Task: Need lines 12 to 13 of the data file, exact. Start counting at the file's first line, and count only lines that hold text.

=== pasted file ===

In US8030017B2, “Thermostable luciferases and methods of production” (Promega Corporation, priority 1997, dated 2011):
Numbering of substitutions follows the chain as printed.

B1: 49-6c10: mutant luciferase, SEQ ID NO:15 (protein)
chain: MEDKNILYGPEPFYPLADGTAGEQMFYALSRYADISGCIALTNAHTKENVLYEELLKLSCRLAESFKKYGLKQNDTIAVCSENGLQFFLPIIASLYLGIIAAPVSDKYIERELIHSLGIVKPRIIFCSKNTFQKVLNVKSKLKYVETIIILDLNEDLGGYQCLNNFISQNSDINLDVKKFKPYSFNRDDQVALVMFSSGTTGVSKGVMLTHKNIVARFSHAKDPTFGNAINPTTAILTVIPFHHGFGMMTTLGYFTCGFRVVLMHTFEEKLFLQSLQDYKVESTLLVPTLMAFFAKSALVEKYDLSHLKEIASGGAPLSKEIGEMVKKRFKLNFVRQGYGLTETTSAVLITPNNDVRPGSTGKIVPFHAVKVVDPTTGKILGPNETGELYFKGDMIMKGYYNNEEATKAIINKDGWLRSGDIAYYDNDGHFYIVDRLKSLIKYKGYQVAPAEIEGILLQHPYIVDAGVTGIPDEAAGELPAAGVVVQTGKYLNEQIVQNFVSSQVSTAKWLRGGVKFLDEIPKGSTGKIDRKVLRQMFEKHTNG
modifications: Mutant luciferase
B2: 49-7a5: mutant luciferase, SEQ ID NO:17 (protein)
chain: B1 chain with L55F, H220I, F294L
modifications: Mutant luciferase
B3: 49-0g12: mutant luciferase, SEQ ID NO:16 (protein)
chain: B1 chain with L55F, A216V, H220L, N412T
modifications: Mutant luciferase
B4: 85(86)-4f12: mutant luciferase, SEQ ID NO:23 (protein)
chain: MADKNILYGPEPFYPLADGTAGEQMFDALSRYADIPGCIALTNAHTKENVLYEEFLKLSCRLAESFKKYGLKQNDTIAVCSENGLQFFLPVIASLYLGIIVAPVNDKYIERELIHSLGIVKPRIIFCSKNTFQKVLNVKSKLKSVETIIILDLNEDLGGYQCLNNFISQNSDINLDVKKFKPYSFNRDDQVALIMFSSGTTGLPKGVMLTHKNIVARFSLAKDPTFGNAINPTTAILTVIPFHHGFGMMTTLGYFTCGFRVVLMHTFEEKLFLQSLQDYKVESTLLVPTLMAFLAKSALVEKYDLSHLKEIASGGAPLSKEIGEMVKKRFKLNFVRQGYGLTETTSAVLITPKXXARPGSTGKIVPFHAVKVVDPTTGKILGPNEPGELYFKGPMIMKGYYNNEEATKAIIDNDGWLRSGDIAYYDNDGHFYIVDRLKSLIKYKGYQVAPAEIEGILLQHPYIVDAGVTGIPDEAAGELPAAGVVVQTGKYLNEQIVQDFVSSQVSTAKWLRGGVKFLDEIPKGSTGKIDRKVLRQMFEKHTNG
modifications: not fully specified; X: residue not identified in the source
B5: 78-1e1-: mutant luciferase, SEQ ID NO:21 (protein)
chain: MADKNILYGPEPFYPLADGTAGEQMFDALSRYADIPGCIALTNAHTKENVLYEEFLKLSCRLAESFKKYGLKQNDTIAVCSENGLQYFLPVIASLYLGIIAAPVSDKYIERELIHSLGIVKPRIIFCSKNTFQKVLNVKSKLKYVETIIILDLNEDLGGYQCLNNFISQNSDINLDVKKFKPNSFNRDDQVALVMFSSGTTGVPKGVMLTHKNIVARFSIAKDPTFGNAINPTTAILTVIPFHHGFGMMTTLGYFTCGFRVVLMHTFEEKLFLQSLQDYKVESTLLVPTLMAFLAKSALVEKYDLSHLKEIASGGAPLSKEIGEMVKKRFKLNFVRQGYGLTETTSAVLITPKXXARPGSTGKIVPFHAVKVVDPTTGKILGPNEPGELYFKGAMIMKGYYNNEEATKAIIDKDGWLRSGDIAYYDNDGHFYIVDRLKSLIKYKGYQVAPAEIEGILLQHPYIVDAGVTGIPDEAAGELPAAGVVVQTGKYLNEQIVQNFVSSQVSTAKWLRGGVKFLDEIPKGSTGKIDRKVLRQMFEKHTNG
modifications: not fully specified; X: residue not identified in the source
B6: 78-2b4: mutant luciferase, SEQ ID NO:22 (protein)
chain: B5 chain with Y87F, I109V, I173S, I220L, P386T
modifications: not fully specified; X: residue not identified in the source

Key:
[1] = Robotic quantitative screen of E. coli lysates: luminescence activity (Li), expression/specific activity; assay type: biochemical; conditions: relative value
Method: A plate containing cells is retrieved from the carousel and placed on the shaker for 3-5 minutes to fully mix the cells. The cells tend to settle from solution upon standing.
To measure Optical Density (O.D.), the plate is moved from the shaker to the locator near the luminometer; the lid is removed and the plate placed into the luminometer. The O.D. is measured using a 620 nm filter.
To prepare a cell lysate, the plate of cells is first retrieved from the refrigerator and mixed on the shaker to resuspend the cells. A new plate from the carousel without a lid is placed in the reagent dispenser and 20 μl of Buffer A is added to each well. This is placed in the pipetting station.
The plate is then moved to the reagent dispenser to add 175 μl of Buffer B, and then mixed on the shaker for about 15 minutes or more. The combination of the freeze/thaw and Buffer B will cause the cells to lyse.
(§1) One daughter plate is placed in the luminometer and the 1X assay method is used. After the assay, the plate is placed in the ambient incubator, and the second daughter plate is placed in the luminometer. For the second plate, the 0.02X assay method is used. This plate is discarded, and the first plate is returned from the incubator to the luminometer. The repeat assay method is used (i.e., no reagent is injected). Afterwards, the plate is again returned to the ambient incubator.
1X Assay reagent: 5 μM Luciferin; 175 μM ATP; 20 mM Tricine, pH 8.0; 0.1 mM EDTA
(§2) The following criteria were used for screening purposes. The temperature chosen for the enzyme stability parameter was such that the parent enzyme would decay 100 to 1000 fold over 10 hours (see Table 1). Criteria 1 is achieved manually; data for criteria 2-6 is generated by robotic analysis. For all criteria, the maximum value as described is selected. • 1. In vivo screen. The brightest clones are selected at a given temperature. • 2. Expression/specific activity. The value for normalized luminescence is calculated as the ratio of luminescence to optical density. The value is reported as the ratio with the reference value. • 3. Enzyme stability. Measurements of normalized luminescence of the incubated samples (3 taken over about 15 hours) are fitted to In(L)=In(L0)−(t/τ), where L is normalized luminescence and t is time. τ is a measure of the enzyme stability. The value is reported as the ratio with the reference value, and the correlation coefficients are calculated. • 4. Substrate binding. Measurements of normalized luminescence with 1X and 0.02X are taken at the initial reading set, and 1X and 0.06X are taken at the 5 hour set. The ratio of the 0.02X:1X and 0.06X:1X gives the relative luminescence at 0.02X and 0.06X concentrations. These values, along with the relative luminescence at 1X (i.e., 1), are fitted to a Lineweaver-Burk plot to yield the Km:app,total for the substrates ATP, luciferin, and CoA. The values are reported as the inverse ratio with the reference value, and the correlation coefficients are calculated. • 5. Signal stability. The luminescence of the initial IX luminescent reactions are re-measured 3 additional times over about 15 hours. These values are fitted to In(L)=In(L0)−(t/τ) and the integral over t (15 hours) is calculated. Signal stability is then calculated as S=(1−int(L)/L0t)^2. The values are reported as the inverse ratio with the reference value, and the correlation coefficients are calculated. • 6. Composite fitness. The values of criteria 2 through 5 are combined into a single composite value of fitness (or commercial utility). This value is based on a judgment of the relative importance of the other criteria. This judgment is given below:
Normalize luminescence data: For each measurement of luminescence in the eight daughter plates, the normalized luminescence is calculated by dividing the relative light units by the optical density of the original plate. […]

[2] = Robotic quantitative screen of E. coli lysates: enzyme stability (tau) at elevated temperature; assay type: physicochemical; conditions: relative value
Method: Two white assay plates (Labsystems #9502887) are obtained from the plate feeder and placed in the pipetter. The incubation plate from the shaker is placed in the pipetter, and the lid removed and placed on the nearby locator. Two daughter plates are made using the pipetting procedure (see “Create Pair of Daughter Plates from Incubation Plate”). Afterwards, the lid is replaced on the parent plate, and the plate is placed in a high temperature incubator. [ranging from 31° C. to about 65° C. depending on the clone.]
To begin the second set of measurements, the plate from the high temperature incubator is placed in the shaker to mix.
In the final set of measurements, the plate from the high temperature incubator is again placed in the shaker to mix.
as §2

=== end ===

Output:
B4: 85(86)-4f12: mutant luciferase, SEQ ID NO:23 (protein)
chain: MADKNILYGPEPFYPLADGTAGEQMFDALSRYADIPGCIALTNAHTKENVLYEEFLKLSCRLAESFKKYGLKQNDTIAVCSENGLQFFLPVIASLYLGIIVAPVNDKYIERELIHSLGIVKPRIIFCSKNTFQKVLNVKSKLKSVETIIILDLNEDLGGYQCLNNFISQNSDINLDVKKFKPYSFNRDDQVALIMFSSGTTGLPKGVMLTHKNIVARFSLAKDPTFGNAINPTTAILTVIPFHHGFGMMTTLGYFTCGFRVVLMHTFEEKLFLQSLQDYKVESTLLVPTLMAFLAKSALVEKYDLSHLKEIASGGAPLSKEIGEMVKKRFKLNFVRQGYGLTETTSAVLITPKXXARPGSTGKIVPFHAVKVVDPTTGKILGPNEPGELYFKGPMIMKGYYNNEEATKAIIDNDGWLRSGDIAYYDNDGHFYIVDRLKSLIKYKGYQVAPAEIEGILLQHPYIVDAGVTGIPDEAAGELPAAGVVVQTGKYLNEQIVQDFVSSQVSTAKWLRGGVKFLDEIPKGSTGKIDRKVLRQMFEKHTNG